Definition of sense in English:
- Sensory evaluation is analysis of product attributes perceived by the human senses of smell, taste, touch, sight, and hearing.
- The wall will include different pieces of artwork to stimulate various senses including touch, smell, sight and sound.
- It is through our senses - sight, hearing, smell, taste and touch - that we perceive the world around us.
- It suggests a sense of urgency and excitement, as do some of the hand-written articles in here.
- But mention the impending transfer deadline and the banalities are overwhelmed by his sense of urgency.
- There's a sense of urgency on every single point, on every shot, and it's an incredible challenge.
- There is no empathy between them and there is no sense whatsoever of spatial awareness.
- Few things strike closer to a person's sense of well-being than how much he or she earns.
- There are very few who do not feel benefit either on a physical or on an emotional level, with a general overall sense of well-being.
- She has stage presence and a keen sense of the absurd, particularly in the political realm.
- I therefore approach this case with a keen sense of its importance.
- We are looking for a reporter with a keen news sense and a strong awareness of the issues of importance to our readers.
- The journalist claimed he was treated bluntly and said the staff attitude made no business sense and he could have been making a booking.
- They keep insisting every now and then that saner sense prevails, after all.
- I mean it would make as much sense, and realistically is a feeling I'm more familiar with.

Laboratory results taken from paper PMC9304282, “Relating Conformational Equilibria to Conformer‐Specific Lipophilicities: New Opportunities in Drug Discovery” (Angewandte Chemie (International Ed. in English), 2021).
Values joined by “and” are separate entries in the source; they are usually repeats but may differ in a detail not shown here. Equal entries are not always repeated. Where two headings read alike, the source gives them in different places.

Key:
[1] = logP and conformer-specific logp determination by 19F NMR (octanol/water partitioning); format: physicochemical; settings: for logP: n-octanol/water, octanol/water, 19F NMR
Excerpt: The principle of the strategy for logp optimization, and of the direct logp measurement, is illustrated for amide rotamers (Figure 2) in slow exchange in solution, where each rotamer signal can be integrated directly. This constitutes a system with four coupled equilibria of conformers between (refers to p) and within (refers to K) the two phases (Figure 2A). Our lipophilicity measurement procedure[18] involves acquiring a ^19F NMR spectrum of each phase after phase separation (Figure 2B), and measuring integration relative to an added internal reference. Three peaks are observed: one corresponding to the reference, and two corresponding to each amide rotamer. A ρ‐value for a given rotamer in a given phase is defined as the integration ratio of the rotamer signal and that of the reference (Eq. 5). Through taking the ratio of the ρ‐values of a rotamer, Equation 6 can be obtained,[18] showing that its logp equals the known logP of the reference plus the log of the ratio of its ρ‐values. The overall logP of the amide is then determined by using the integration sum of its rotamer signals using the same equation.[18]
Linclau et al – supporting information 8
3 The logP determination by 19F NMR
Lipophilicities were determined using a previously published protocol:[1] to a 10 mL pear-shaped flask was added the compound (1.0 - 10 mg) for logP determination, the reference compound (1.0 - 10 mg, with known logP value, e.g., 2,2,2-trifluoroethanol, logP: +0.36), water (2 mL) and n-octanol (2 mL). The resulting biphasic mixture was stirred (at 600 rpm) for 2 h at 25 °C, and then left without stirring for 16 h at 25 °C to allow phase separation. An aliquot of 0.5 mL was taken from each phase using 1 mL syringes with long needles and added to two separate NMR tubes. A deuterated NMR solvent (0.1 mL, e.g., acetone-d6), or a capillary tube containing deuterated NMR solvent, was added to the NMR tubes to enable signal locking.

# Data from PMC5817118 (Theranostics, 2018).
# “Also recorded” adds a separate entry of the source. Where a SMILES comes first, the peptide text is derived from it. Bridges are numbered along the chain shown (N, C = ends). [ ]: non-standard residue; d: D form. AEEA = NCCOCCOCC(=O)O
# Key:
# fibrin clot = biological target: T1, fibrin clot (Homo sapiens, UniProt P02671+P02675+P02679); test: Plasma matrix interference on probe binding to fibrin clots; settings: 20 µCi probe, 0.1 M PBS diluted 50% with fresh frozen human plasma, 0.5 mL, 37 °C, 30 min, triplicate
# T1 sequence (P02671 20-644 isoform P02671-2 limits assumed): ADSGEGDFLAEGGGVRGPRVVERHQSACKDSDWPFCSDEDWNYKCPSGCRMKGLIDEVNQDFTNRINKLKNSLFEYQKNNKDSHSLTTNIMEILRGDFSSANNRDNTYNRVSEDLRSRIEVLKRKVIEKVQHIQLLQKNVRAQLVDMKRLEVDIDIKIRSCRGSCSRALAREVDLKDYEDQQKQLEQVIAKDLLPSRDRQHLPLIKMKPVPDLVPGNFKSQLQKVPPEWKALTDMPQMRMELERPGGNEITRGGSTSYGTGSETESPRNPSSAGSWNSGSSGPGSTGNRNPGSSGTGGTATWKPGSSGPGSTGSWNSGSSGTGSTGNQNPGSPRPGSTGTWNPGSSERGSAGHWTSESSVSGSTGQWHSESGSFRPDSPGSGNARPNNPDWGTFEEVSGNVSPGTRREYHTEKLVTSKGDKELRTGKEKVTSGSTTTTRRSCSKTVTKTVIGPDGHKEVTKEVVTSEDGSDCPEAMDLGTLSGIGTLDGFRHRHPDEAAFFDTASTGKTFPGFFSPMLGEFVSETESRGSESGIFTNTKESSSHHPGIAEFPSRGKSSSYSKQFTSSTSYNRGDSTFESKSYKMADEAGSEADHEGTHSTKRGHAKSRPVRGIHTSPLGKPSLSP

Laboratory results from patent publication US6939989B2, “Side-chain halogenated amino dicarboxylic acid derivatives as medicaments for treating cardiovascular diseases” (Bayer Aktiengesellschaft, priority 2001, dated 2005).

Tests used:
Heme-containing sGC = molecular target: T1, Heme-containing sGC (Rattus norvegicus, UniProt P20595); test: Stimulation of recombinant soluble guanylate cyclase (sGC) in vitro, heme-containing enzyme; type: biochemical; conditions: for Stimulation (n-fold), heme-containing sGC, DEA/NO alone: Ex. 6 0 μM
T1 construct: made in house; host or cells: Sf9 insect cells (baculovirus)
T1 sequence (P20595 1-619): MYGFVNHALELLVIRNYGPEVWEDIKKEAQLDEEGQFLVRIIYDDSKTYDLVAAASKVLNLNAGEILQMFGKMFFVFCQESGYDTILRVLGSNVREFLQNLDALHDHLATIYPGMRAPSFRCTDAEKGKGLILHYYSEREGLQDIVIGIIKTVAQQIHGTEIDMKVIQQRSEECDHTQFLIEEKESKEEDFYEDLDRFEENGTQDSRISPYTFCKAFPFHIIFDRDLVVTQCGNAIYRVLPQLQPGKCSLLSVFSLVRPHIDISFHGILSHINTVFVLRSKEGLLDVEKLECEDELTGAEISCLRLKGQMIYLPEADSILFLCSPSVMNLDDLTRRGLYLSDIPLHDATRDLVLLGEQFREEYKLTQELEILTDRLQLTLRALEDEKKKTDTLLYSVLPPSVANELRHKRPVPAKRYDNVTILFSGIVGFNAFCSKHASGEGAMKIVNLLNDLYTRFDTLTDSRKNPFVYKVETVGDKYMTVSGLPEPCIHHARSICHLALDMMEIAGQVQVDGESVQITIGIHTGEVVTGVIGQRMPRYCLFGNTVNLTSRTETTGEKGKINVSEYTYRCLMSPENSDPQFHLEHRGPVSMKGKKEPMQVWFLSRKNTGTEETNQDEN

- If we suffer for no reason, if we can find no sense, no reason to our suffering, it makes us crazy.
- If the reasons make no sense and are without foundation then I should so rule.
- Ethical living is promoted not because it makes rational sense, but because it offers a guide for personal behaviour.
- So many people today, not least those who blog, claim to be cynics, yet are not, in the strictest sense of the word.
- By default, the relation is one of possession, in the strict sense of the word.
- We were in over our heads - in both senses of the expression.
verb[with object] Back to top
- I sensed Jon noticed I wasn't happy about the mention of Michael.
- Concentrations of some compounds of one part per 10,000 can be sensed, recognized, and remembered by the average person.
- She sensed him observing her, again just as he always did.
- Her father sensed her fear and discomfort and drew her to one side.
- His father must have sensed it too, because he pulled away and turned around and left, pretty quickly.
- Growing up in a bad neighborhood in Chicago had made Randy able to sense certain things.
- It seemed to be able to sense when I was feeling vulnerable and alone, and it seemed to prey on me then.
- It is only after the king senses or is aware of his status that a linear process sets in.
- The only explanation is that he was somehow able to sense that I was the kind of man who would throw himself out of a plane.
- The device can also be configured to provide different audible sounds for different movements that are sensed by the device.
- The study by Goodman et al is an example of a study using an objective technique for measuring inhaler skills, a computer sensing device.
- Modern sensing devices detect objects or terrain disturbances even though they are well camouflaged.
- 1bring someone to their (or come to one's) senses